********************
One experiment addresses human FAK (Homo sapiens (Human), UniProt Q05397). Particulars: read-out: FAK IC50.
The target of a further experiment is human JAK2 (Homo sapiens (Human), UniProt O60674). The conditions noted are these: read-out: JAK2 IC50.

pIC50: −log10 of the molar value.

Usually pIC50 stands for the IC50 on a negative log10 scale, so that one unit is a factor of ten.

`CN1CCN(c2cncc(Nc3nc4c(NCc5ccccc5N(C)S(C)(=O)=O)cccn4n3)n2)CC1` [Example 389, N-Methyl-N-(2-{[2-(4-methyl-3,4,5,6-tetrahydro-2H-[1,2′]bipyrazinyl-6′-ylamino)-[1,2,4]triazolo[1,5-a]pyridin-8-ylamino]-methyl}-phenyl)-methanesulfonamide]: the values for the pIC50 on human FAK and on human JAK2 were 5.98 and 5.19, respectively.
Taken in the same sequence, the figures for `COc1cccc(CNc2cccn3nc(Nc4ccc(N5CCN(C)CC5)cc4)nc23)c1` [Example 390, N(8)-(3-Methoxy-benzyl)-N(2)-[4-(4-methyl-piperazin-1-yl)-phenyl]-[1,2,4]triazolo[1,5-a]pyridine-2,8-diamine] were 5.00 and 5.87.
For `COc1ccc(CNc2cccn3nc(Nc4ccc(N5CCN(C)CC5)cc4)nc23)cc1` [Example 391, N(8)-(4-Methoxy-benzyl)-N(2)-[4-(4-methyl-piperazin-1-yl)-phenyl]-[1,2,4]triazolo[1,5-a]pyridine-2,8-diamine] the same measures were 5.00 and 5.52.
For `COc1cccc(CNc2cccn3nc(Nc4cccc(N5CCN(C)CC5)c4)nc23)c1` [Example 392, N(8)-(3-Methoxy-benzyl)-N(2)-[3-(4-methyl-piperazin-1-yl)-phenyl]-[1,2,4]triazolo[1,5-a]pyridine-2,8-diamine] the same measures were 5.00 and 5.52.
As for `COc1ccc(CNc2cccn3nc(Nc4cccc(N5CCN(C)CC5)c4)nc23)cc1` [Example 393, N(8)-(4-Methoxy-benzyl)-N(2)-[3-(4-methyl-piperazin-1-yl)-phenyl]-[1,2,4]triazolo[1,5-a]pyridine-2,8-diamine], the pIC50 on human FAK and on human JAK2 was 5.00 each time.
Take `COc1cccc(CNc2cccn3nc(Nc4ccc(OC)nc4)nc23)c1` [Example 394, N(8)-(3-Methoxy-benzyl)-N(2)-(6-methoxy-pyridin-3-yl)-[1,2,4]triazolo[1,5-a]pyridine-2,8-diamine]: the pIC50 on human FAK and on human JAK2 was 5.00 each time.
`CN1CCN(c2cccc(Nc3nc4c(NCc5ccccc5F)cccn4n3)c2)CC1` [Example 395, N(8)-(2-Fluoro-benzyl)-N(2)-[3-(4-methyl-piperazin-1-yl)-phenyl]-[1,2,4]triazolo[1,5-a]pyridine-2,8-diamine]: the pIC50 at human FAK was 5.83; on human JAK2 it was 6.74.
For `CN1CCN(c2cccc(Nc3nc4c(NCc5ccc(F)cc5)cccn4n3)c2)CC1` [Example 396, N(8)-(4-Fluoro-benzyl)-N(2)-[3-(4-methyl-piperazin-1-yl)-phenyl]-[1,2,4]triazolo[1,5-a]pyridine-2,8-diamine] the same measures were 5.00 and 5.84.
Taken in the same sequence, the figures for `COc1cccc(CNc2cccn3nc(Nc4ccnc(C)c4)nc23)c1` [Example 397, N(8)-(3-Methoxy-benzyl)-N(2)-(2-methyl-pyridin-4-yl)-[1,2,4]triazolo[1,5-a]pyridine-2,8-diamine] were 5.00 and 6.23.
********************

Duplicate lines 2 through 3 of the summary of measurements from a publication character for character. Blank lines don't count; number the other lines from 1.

The target of a further experiment is human JAK2 (Homo sapiens (Human), UniProt O60674). The conditions noted are these: read-out: JAK2 IC50.

pIC50: −log10 of the molar value.